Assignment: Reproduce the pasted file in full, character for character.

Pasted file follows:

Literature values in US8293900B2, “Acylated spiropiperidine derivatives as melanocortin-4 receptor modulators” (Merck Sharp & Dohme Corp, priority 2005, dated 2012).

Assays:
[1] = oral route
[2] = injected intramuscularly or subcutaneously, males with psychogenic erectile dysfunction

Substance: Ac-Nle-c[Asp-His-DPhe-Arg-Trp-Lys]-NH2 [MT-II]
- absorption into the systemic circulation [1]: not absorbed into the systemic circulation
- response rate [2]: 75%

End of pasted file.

Literature values in US8293900B2, “Acylated spiropiperidine derivatives as melanocortin-4 receptor modulators” (Merck Sharp & Dohme Corp, priority 2005, dated 2012).

Assays:
[1] = oral route
[2] = injected intramuscularly or subcutaneously, males with psychogenic erectile dysfunction

Substance: Ac-Nle-c[Asp-His-DPhe-Arg-Trp-Lys]-NH2 [MT-II]
- absorption into the systemic circulation [1]: not absorbed into the systemic circulation
- response rate [2]: 75%